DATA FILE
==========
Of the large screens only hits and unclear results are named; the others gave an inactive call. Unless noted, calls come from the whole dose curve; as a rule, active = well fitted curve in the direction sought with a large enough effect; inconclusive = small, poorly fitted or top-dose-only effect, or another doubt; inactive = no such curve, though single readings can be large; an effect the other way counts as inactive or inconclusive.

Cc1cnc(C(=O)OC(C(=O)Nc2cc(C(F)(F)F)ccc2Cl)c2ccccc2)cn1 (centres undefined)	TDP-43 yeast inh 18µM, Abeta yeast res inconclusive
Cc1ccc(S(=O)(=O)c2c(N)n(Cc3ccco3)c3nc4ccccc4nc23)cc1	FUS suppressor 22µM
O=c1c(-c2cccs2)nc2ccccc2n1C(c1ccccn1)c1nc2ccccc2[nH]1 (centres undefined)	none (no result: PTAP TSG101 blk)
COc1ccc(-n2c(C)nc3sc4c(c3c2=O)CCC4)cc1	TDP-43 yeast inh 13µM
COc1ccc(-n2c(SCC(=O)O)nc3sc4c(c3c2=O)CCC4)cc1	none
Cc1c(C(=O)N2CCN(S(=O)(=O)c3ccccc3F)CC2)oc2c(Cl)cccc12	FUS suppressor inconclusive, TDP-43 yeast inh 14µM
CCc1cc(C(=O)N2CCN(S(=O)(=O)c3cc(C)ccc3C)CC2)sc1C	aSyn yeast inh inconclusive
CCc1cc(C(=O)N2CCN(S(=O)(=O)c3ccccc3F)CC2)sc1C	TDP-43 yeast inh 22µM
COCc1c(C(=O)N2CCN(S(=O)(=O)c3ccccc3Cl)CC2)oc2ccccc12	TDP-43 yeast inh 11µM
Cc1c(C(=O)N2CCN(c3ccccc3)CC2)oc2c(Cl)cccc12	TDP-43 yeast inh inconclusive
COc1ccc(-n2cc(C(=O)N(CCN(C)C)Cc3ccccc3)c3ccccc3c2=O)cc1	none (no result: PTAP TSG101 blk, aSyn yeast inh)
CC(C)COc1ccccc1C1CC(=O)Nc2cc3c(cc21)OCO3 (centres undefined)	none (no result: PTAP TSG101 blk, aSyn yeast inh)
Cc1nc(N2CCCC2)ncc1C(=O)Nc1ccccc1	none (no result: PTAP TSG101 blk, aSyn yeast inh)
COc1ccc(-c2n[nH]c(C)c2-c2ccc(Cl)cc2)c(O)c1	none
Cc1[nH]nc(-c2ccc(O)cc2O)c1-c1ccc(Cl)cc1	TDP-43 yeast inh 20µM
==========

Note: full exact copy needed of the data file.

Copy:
Of the large screens only hits and unclear results are named; the others gave an inactive call. Unless noted, calls come from the whole dose curve; as a rule, active = well fitted curve in the direction sought with a large enough effect; inconclusive = small, poorly fitted or top-dose-only effect, or another doubt; inactive = no such curve, though single readings can be large; an effect the other way counts as inactive or inconclusive.

Cc1cnc(C(=O)OC(C(=O)Nc2cc(C(F)(F)F)ccc2Cl)c2ccccc2)cn1 (centres undefined)	TDP-43 yeast inh 18µM, Abeta yeast res inconclusive
Cc1ccc(S(=O)(=O)c2c(N)n(Cc3ccco3)c3nc4ccccc4nc23)cc1	FUS suppressor 22µM
O=c1c(-c2cccs2)nc2ccccc2n1C(c1ccccn1)c1nc2ccccc2[nH]1 (centres undefined)	none (no result: PTAP TSG101 blk)
COc1ccc(-n2c(C)nc3sc4c(c3c2=O)CCC4)cc1	TDP-43 yeast inh 13µM
COc1ccc(-n2c(SCC(=O)O)nc3sc4c(c3c2=O)CCC4)cc1	none
Cc1c(C(=O)N2CCN(S(=O)(=O)c3ccccc3F)CC2)oc2c(Cl)cccc12	FUS suppressor inconclusive, TDP-43 yeast inh 14µM
CCc1cc(C(=O)N2CCN(S(=O)(=O)c3cc(C)ccc3C)CC2)sc1C	aSyn yeast inh inconclusive
CCc1cc(C(=O)N2CCN(S(=O)(=O)c3ccccc3F)CC2)sc1C	TDP-43 yeast inh 22µM
COCc1c(C(=O)N2CCN(S(=O)(=O)c3ccccc3Cl)CC2)oc2ccccc12	TDP-43 yeast inh 11µM
Cc1c(C(=O)N2CCN(c3ccccc3)CC2)oc2c(Cl)cccc12	TDP-43 yeast inh inconclusive
COc1ccc(-n2cc(C(=O)N(CCN(C)C)Cc3ccccc3)c3ccccc3c2=O)cc1	none (no result: PTAP TSG101 blk, aSyn yeast inh)
CC(C)COc1ccccc1C1CC(=O)Nc2cc3c(cc21)OCO3 (centres undefined)	none (no result: PTAP TSG101 blk, aSyn yeast inh)
Cc1nc(N2CCCC2)ncc1C(=O)Nc1ccccc1	none (no result: PTAP TSG101 blk, aSyn yeast inh)
COc1ccc(-c2n[nH]c(C)c2-c2ccc(Cl)cc2)c(O)c1	none
Cc1[nH]nc(-c2ccc(O)cc2O)c1-c1ccc(Cl)cc1	TDP-43 yeast inh 20µM